The Bishop of Georgia preached to-day to a very large congregation in the Presbyterian church. He is a most eloquent preacher; and he afterwards confirmed about twenty people, — amongst others, Colonel Gale (over forty years old), and young Polk. After church, I called again on General Bragg, who talked to me a long time about the battle of Murfreesborough (in which he commanded). He said that he retained possession of the ground he had won for three days and a half, and only retired on account of the exhaustion of his troops, and after carrying off over 6000 prisoners, much cannon, and other trophies. He allowed that Rosecrans had displayed much firmness, and was “the only man in the Yankee army who was not badly beaten.” He showed me, on a plan, the exact position of the two armies, and also the field of operations of the renowned guerillas, Morgan and Forrest.
Colonel Grenfell called again, and I arranged to visit the outposts with him on Tuesday. He spoke to me in high terms of Bragg, Polk, Hardee, and Cleburne; but he described some of the others as “political” generals, and others as good fighters, but illiterate and somewhat addicted to liquor. He deplored the effect of politics upon military affairs as very injurious in the Confederate army, though not so bad as it is in the Northern.
At 2 P.M. I travelled in the cars to Wartrace in company with General Bragg and the Bishop of Georgia. We were put into a baggage-car, and the General and the Bishop were the only persons provided with seats. Although the distance from Shelbyville to Wartrace is only eight miles, we were one hour and ten minutes in effecting the trajet, in such a miserable and dangerous state were the rails. On arriving at Wartrace we were entertained by Major-General Cleburne. This officer gave me his history. He is the son of a doctor at or near Ballincolig. At the age of seventeen he ran away from home, and enlisted in Her Majesty's 41st Regiment of foot, in which he served three years as private and corporal. He then bought his discharge, and emigrated to Arkansas, where he studied law, and, eschewing politics, he got a good practice as a lawyer. At the outbreak of the war he was elected captain of his company, then colonel of his regiment, and has since, by his distinguished services in all the western campaigns, been appointed to the command of a division (10,000 men) — the highest military rank which has been attained by a foreigner in the Confederate service. He told me that he ascribed his advancement mainly to the useful lessons which he had learnt in the ranks of the British army, and he pointed with a laugh to his general's white facings, which he said his 41st experience enabled him to keep cleaner than any other Confederate general.* He is now thirty-five years of age; but, his hair having turned grey, he looks older. Generals Bragg and Hardee both spoke to me of him in terms of the highest praise, and said that he had risen entirely by his own personal merit.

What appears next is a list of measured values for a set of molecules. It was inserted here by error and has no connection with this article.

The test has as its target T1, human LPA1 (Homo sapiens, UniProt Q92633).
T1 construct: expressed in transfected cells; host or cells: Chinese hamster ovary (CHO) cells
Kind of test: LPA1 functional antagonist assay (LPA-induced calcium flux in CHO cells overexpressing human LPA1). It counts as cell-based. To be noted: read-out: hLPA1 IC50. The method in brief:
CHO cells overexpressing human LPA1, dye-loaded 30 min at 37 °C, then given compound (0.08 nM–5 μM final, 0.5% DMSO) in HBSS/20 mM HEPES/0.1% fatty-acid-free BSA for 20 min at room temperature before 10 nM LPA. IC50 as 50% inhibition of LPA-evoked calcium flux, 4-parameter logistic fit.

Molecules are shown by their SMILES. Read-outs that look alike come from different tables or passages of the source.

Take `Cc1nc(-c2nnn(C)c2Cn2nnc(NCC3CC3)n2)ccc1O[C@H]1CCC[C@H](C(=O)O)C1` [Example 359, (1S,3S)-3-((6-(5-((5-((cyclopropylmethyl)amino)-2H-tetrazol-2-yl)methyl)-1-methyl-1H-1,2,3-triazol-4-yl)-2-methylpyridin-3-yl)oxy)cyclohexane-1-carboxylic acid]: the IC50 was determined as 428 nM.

At 5 P.M. I was present at a great open-air preaching at General Wood's camp. Bishop Elliott preached most admirably to a congregation composed of nearly 3000 soldiers, who listened to him with the most profound attention. Generals Bragg, Polk, Hardee, Withers, Cleburne, and endless brigadiers, were also present. It is impossible to exaggerate the respect paid by all ranks of this army to Bishop Elliott; and although most of the officers are Episcopalians, the majority of the soldiers are Methodists, Baptists, &c. Bishop Elliott afterwards explained to me that the reason most of the people had become dissenters was because there had been no bishops in America during the “British dominion;” and all the clergy having been appointed from England, had almost without exception stuck by the King in the Revolution, and had had their livings forfeited.
I dined and slept at General Hardee's, but spent the evening at Mrs –––'s, where I heard renewed
philippics directed by the ladies against the Yankees.
I find that it is a great mistake to suppose that the Press is gagged in the South, as I constantly see the most violent attacks upon the President — upon the different generals and their measures. To-day I heard the officers complaining bitterly of the “Chattanooga Rebel,” for publishing an account of Breckenridge's departure from this army to reinforce Johnston in Mississippi, and thus giving early intelligence to the enemy.
* The 41st Regiment wears white facings; so do the generals in the Confederate army. M. de Polignac has recently been appointed a brigadier: he and Cleburne are the only two generals amongst the Confederates who are foreigners.
SOURCE: Sir Arthur James Lyon Fremantle, Three Months in the Southern States: April-June, 1863, p. 152-5